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Tools for Singers

Practice Tips (from Singing for Dummies)

Practicing Your Singing Correctly

By Pamelia S. Philips

Correct singing practice means that you’re making consistent improvement. Your vocal cords don’t have pain receptors, so you can’t assume that you’ll feel pain if you do something wrong. If you do feel pain, you may be squeezing too hard and constricting the muscles surrounding your vocal cords. Feeling tired after practicing is normal.

You may have friends who can sing for hours without feeling tired, but they may have spent many years singing to build up their endurance. If your voice gets tired after a reasonable amount of time singing, don’t worry about it. After a month, however, if your voice still gets tired quickly, then you’re not doing something right.

Recording yourself

Record your practice session each day to monitor improvement. The first time you listen to a recording of yourself, you may not like it. That’s a perfectly normal reaction. Performing artists spend big bucks in the recording studio, but they may not sound so perfect at home. The third time you hear yourself on a recording, you’ll be used to the sound.

Listen for the details, such as the precision of the vowel. Does it sound like an ah or uh? The two vowels are similar, but you need to be able to distinguish them in the exercise and in the text of the song. Record yourself saying ah and uh so that you learn to feel and hear the difference. Then go back and listen to the recording.

You can also listen for silent inhalation (no gasping for air), smooth transitions between registers, varied sounds that you choose to create a vocal journey in your song, or dynamic variations.

If you have a video camera handy, videotape yourself regularly to check out your body language. Watch the video three times in a row, to get used to your sound on video. You can even watch the video without sound to really focus on your body movement. Video cameras usually have better recording quality than a cellphone, but a phone will work if that’s what you have available.

Applying information and exercises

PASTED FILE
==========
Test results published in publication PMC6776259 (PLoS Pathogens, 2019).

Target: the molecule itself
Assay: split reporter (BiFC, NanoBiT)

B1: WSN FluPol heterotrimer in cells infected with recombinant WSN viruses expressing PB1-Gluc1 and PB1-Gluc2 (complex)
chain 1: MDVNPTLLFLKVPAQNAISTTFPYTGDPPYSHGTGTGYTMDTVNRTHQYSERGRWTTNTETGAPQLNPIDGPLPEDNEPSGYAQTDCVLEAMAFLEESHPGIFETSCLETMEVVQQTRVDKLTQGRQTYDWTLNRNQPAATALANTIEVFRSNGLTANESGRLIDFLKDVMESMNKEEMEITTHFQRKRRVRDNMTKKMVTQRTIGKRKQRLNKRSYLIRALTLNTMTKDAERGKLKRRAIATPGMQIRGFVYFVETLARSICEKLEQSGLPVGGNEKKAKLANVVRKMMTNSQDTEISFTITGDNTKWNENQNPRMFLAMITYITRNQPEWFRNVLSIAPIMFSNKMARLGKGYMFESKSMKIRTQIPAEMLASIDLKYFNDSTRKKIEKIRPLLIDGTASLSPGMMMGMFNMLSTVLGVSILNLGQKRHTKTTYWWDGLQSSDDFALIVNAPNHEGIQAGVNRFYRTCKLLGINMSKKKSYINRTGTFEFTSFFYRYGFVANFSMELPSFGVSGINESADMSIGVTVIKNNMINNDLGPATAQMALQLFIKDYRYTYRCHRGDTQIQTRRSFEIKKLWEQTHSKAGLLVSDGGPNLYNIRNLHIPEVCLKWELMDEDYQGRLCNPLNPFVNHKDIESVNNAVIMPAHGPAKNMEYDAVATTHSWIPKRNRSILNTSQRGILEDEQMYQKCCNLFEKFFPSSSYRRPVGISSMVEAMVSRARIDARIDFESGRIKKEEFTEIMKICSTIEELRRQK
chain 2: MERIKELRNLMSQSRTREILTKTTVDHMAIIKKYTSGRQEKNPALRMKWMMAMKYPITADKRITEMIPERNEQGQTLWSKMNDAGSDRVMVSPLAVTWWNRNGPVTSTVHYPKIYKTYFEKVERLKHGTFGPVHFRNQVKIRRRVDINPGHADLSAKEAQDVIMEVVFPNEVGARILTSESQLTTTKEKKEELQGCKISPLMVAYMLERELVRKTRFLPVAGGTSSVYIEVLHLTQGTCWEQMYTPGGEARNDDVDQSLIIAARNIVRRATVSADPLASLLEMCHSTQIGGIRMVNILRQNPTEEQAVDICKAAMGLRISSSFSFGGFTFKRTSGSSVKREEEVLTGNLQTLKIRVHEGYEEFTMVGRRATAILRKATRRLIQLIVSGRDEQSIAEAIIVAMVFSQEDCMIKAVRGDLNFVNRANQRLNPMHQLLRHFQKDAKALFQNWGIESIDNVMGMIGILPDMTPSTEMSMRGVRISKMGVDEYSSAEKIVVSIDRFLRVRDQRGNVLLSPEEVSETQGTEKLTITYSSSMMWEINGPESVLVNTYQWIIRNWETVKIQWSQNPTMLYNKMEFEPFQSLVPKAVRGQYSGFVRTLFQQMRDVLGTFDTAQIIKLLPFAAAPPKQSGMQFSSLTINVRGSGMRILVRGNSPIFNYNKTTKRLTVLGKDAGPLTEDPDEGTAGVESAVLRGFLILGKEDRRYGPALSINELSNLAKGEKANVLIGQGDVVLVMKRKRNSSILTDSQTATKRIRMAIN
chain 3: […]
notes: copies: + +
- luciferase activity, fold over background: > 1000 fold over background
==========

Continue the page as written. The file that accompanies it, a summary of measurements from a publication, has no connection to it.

Most of the time, you can’t see the benefit of a singing exercise until you’ve tried it a few times. You won’t know what you’re capable of until you move out of your comfort zone. Mastering some of the exercises takes some time, whereas other exercises take only a few days to master.

The first time you try an exercise, you may be tempted to just skim through the explanation, because you want to test it out. Make sure that you go back later and read the entire explanation and work through each step. The step you skip may be the most important one of the exercise.

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Warm-Up Stretches (from Singing for Dummies)

Singing Warm Ups: Stretching the Body

By Pamelia S. Phillips

No matter how easy the day is, start your singing practice session warm ups by stretching out. You want to get your entire body ready to sing, not just your singing muscles. For the breath to really move in your body, you need to be connected to your lower body.

Try the following stretching routine, which begins with your head and moves to your toes. For each segment, remember to continue breathing as you move.

  1. Shake out any tension in your entire body.

    Wiggle around until you feel the stiffness in your joints melting away. Focus on posture and releasing tension.

  2. Release your head forward.

    Gently drop your head toward your chest at a slow pace and inhale. As you exhale, allow your head to drop a little farther. Repeat this several times, allowing the head to drop farther each time to stretch the neck muscles. Inhale and lift your head back to its balanced position.

  3. Move your head.

    Turn your head to the left and to the right. Roll your head around, starting from the left side and rolling your chin near your chest to the right side. Don’t roll your head back unless you’ve worked with this kind of movement before. The vertebrae in your neck may not respond well to pressure from your head rolling backward.

  4. Gently stretch your neck.

    Gently drop your left ear toward your left shoulder and pause. Inhale and, as you exhale, drop your head a little farther toward your shoulder. Repeat several times, and then repeat the sequence over your right shoulder.